The 300GB DVD debuts

Hitachi Maxell to demonstrate 300GB holographic optical disc, data transfer rates of about 20MBs

Hitachi Maxell this week plans to demonstrate a 300GB version of a holographic optical disc that will be available to select customers in the entertainment industry beginning next month.

InPhase Technologies, which was spun off from Bell Laboratories in 2000, is producing the holographic disc -- called the Tapestry HDS-300R. The launch of the product to a limited number of customers next month will be followed by a general product release in the first quarter of 2007 aimed at enterprise-class users.

The new DVD is being demonstrated this week at the International Broadcast Equipment Exhibition in Tokyo. InPhase announced the technology breakthrough in holographic storage earlier this year.

While InPhase would not disclose pricing at this time, it has been reported that the product will likely retail for US$100 to $125 based on the price of Maxell's current Tapestry disk products.

While the first generation of the 300GB DVD is aimed at commercial use, InPhase expects a consumer-grade product launch over the next two years in what it hopes will be a standardized format.

Lisa Dhar, vice president of media development at InPhase, said the product will first be marketed to the entertainment industry for high-speed, high-capacity film recording, and to enterprise-class companies for data archiving operations. The 300GB product will have data transfer rates of about 20MB/sec.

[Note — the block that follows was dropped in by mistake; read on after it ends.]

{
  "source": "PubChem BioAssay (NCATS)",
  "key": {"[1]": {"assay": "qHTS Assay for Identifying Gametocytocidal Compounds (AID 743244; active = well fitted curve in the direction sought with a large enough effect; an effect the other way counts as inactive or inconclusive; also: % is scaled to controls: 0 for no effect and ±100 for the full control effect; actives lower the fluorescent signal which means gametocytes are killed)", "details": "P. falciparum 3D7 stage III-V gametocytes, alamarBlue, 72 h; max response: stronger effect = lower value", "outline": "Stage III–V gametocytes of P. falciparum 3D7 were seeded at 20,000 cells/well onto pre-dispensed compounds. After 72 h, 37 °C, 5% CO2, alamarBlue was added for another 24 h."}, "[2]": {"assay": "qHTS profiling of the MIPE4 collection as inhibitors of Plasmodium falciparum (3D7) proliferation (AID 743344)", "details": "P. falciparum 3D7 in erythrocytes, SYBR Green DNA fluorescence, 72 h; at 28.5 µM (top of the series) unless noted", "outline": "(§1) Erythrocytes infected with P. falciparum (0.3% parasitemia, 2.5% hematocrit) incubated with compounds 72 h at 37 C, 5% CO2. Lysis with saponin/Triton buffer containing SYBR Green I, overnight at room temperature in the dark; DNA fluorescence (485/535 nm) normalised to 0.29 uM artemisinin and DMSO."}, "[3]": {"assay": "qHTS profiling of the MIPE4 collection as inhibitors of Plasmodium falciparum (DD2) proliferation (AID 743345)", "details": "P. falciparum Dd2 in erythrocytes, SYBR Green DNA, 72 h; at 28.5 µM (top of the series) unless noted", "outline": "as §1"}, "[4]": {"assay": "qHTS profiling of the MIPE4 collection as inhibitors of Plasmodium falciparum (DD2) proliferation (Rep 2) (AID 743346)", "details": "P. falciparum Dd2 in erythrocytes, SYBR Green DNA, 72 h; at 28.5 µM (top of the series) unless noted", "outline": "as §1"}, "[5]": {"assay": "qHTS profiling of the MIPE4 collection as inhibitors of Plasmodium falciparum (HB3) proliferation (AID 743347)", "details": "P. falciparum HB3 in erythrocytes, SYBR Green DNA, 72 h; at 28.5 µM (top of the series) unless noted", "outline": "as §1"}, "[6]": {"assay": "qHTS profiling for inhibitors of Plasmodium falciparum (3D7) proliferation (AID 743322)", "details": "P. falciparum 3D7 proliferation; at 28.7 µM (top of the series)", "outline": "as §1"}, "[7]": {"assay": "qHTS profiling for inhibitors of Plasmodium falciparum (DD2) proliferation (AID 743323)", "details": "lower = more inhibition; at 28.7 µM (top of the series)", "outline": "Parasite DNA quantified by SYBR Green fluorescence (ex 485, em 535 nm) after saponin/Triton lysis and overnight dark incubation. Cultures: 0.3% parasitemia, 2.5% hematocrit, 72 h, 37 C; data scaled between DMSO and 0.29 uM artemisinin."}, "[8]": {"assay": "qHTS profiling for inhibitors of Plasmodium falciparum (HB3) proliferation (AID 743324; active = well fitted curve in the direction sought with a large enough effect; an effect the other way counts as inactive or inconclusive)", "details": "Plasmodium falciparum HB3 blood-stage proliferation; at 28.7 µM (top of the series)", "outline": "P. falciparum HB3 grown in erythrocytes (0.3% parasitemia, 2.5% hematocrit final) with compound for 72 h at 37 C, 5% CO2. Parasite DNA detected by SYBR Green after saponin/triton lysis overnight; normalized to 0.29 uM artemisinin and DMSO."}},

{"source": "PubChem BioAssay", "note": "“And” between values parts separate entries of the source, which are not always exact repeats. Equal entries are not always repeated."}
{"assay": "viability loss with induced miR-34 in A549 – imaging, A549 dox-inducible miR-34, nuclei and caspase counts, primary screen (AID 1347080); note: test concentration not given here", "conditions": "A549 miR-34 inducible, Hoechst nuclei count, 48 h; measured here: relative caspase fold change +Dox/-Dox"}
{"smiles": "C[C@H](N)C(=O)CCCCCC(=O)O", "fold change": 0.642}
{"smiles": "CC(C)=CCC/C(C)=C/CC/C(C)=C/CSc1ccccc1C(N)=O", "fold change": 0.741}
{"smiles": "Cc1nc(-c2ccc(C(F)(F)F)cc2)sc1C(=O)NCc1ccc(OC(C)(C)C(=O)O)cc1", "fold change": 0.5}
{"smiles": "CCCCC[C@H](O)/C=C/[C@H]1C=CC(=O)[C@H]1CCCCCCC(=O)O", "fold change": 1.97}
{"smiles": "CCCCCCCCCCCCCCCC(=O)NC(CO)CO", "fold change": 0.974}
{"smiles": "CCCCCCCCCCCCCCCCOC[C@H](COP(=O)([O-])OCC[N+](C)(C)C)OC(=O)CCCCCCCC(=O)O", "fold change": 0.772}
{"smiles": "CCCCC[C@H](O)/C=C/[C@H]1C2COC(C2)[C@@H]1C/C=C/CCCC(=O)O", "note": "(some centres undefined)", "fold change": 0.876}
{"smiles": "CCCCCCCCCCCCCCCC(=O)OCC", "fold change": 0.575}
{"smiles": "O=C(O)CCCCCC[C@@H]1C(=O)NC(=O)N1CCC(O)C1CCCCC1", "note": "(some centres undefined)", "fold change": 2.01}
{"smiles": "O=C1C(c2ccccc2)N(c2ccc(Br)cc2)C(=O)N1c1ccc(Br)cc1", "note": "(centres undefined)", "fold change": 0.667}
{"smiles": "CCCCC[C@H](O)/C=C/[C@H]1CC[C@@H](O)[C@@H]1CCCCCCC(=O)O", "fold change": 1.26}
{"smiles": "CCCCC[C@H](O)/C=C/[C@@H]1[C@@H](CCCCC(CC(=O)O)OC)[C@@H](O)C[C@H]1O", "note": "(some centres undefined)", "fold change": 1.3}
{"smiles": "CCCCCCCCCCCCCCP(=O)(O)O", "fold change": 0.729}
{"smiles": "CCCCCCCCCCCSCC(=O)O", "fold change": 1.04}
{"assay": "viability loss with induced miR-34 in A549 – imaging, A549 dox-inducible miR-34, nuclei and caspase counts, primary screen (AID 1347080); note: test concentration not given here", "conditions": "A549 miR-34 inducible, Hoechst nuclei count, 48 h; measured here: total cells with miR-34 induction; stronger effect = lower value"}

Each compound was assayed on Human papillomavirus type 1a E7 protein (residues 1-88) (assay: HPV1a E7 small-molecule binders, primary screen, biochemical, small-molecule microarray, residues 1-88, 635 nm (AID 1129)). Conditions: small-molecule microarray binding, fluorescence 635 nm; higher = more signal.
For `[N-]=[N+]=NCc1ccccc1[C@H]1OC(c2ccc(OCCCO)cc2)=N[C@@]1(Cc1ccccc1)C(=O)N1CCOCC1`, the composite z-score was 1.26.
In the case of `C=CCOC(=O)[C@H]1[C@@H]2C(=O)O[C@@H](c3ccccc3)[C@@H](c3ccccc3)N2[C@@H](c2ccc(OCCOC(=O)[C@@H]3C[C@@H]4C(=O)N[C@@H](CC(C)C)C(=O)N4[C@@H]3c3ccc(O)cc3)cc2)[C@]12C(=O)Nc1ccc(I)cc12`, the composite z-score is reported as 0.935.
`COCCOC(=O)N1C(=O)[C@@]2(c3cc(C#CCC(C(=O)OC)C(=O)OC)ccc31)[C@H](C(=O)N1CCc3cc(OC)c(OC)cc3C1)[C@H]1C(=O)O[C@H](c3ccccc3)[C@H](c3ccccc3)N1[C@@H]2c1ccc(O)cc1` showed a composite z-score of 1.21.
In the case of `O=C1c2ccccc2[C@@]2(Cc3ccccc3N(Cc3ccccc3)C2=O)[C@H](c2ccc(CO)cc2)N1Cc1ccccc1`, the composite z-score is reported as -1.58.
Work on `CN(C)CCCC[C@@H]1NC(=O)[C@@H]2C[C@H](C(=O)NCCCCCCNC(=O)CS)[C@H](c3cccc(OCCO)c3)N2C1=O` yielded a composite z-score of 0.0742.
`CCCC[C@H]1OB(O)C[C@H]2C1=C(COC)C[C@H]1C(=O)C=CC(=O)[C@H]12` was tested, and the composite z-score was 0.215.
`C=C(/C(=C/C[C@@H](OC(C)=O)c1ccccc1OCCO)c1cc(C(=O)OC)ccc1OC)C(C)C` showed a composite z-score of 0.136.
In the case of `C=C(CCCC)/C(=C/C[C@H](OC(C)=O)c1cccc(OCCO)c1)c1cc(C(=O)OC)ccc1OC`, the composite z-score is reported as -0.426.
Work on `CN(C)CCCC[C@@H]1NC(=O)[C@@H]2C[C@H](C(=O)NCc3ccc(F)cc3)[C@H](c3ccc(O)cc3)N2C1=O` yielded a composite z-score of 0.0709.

In 2008, InPhase plans a second-generation 800GB rewritable optical disc with data transfer rates of about 80MB/sec., with plans to expand its capacity to 1.6TB by 2010.

InPhase is hoping to displace magnetic tape cartridges with its first products, according to Dhar.

"Tape is the predominant media in the archival market, but there are a lot of limitations to it. So this is where our initial product will have strength," Dhar said.

Earlier this year, InPhase announced the first beta customers for its HDS-300R product.

In conjunction with InPhase's demonstration of the new DVD technology, Displaytech Inc., maker of ferroelectric liquid crystal on silicon (FLCOS) technology, announced the availability of its Spatial Light Modulators (SLM) for use in holographic data-storage devices. The SLM allows data to be written to holographic discs that feature a capacity 10 to 100 times greater than high-definition HD-DVD or Blu-ray formats.

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Lucas Mearian

Lucas Mearian

Computerworld
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